What these young people say most is that they want to know who to turn to when they need help. They want to know that they will receive support, not be reprimanded or have their phone confiscated. The first step is therefore to reassure your child by telling him that he can come to you if he has problems and that you will help him without judging him.

It is also important to discuss with him what he can or cannot do with his device. This could mean, for example, setting ground rules about what apps they can install on their phone and when they should turn it off at the end of the day.

You should also explore the privacy settings of the apps your child uses, to ensure they can’t be contacted by strangers or access inappropriate content.

For further

Source: Ron LachSource: Ron Lach

Should you monitor your child’s phone?

Parents sometimes ask me if they should be able to monitor their child’s phone, either by directly controlling the device or by using “safetytech”, software installed on another smartphone that allows access to the child’s communications. ‘child.

I think it is important to discuss this with your child as well. If you want him to come to you with online problems, trust needs to be established, so if you’re considering monitoring his phone, talk to him openly about it rather than doing it in person. hiding place.

It seems reasonable to exercise parental supervision over a child’s phone when he is in primary school, in the same way that you would not let him go to a friend’s house without first making sure of the invitation to the child. other parent.

However, as your child gets older, they may not want their parents to see all of their online messages and interactions. The United Nations Convention on the Rights of the Child clearly states that a child has the right to respect for his or her private life.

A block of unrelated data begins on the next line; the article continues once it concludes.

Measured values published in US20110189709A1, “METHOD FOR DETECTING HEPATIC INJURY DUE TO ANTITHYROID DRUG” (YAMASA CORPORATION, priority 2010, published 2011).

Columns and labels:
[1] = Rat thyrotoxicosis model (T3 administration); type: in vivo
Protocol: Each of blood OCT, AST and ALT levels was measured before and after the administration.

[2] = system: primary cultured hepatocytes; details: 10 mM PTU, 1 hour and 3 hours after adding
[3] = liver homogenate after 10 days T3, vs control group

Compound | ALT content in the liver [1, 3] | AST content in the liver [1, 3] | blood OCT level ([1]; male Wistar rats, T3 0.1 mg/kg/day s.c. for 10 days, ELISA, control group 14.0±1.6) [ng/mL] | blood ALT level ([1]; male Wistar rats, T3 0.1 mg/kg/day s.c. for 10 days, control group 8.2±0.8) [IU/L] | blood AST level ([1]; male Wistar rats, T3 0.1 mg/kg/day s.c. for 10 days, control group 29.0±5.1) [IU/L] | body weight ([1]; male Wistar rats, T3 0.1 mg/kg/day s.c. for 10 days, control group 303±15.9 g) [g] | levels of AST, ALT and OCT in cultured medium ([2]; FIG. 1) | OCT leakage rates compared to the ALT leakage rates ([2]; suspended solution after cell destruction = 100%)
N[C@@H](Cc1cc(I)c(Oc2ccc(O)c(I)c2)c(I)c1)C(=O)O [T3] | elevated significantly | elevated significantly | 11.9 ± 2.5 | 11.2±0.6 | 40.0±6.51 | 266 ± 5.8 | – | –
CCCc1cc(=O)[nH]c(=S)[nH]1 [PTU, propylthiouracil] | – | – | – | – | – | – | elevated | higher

For further

Source: AppleSource: Apple

Geolocate your child: what for?

I’ve spoken with families who geolocate each other’s devices openly and transparently, and it’s a decision that’s up to them. But I’ve also spoken to children who find it very scary that one of their friends is being followed by their parents.

The question here is whether parents want to make sure their child is safe or whether they want to know what they are doing online without their knowledge. I had a particularly memorable conversation with someone whose friend was extremely upset that his daughter had changed devices and therefore could no longer follow her. When I asked the girl’s age, I was told she was 22.

It is also worth asking whether this type of technology is not in reality falsely reassuring. They allow parents to know where their child is, but not necessarily to know if they are safe.

As in the case of telephone monitoring, it is worth asking whether this mode of control creates the ideal conditions for the child to consult you in the event of a problem, or whether open conversations and an environment of mutual trust would be better. auspicious.

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Andy Phippen, Professor of IT Ethics and Digital Rights, Bournemouth University

This article is republished from The Conversation under a Creative Commons license. Read the original article.